Plus Magazine, a University of Cambridge project is an attempt to correct this situation. It is an online publication that features articles, podcasts, book reviews, and news stories that makes mathematics relevant to those who are don’t grasp its importance and it is a collaboration between full-time educators and full-time researchers and practitioners of mathematics. You can find an article on why the violin is so hard to play and learn about the research of a recent Abel Prize winner (one of the top awards for mathematical research). The site also includes a collection of interesting nonstandard math problems and quite a bit of the content is related to physics. This should be a useful resource both for teachers and high school students.

Preschool Computer Science: Kids Programming Adults


If you’re now convinced that preschoolers can learn advanced mathematics, you should not be too surprised to learn that preschoolers can learn computer science equally well. That is the idea behind How to Train Your Robot, a lesson designed to help kids ages 5-7 learn basic programming and computer science. Nikos Michalakis, the man behind the idea has a simple proposition: kids use a starter set of simple commands that consist of primitive symbols to program adults who must obey the instructions exactly as they are written. Once kids are comfortable with the basic commands, they can create their own additional commands, and this is what makes the possibilities endless. For those who are ready to put his ideas to use, Nikos offers a post on how to teach one of his classes based on his own experience. One of the advantages of his approach is that it does not require computers or knowledge of any programming languages and that makes it easy for adults with no programming backgrounds to try it out. If you like this computer-free, running around type of learning, Computer Science Unplugged is a good followup to “How to Train Your Robot” and it introduces more computer science theory to older students.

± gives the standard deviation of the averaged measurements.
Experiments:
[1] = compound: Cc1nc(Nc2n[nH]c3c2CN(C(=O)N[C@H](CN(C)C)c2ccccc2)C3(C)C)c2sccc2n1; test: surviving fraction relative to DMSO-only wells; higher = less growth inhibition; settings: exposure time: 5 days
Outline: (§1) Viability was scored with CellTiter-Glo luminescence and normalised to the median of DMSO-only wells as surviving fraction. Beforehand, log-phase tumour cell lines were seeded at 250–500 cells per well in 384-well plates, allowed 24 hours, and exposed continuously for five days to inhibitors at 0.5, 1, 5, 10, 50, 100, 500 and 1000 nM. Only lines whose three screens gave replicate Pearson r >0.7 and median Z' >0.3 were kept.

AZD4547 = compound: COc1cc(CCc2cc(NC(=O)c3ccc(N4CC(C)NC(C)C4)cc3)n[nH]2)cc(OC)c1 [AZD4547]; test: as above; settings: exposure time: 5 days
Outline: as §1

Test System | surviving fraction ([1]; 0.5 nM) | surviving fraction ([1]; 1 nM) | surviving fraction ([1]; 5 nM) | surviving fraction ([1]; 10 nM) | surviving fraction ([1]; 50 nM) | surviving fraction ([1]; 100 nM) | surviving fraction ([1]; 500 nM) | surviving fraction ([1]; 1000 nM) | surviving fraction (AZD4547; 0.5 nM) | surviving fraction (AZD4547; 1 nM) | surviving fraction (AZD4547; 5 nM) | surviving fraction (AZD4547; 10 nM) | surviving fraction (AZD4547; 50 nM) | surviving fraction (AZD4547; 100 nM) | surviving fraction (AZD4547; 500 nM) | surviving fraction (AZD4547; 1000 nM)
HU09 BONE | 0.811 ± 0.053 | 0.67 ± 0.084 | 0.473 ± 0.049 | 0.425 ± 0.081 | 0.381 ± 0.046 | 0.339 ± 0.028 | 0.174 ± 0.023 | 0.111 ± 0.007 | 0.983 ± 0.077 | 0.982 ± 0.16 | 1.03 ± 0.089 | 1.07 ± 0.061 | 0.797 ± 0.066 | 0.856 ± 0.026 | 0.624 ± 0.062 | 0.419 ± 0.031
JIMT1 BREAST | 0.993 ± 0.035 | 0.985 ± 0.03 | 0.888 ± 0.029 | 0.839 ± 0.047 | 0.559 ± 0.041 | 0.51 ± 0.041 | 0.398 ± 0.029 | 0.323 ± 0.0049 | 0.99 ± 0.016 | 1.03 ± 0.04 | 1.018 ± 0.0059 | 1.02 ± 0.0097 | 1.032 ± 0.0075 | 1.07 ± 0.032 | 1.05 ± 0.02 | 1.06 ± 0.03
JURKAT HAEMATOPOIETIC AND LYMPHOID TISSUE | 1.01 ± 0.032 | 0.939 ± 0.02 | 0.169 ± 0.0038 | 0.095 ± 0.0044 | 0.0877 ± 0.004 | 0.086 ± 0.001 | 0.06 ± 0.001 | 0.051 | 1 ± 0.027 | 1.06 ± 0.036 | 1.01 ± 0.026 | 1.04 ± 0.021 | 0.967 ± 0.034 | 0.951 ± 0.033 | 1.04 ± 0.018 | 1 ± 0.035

Curriculum Notes: Teaching Logarithms and Their History

John Napier

Most textbooks present logarithms as just one more set of mechanical procedures to be memorized and repeatedly applied. Their history of how and why they were invented, however, is rarely presented. In addition, all too often the common sense proofs of the basic properties of logarithms are not emphasized at all. James Tanton, a research mathematician-turned-teacher, presents a quick, rigorous, yet interesting way of teaching logarithms in his take on logarithms essay [PDF]. Like many of his essays, this one contains links to videos on the subject for those who prefer to watch rather than read. If you’re a teacher this will make your lesson preparation easier.

A Mathematician’s Lament


There is such breathtaking depth and heartbreaking beauty in this ancient art form. How ironic that people dismiss mathematics as the antithesis of creativity. They are missing out on an art form older than any book, more profound than any poem, and more abstract than any abstract

Much ink has been spilled on the subject of why K-12 mathematics education needs improving, but rarely has anyone made the point in such an eloquent manner as to make it mandatory reading for teachers, parents, and students of mathematics education. This is exactly what former research mathematician and current math teacher Paul Lockhart has done in his impassioned essay “A Mathematician’s Lament” [PDF].

This is not another dry statistics-filled analysis comparing competing education reforms, but a powerful cry for teaching thinking over mindless procedure following. As an added bonus, Lockhart includes two beautiful geometry problems that capture the essence of mathematical reasoning and that you can start playing with right away. Yes, playing — we need more of that in our math classes.

(Photo by Mikey Angels)